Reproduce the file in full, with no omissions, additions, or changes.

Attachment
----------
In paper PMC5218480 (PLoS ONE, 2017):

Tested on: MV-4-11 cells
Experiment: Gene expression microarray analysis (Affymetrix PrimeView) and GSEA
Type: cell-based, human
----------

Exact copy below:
In paper PMC5218480 (PLoS ONE, 2017):

Tested on: MV-4-11 cells
Experiment: Gene expression microarray analysis (Affymetrix PrimeView) and GSEA
Type: cell-based, human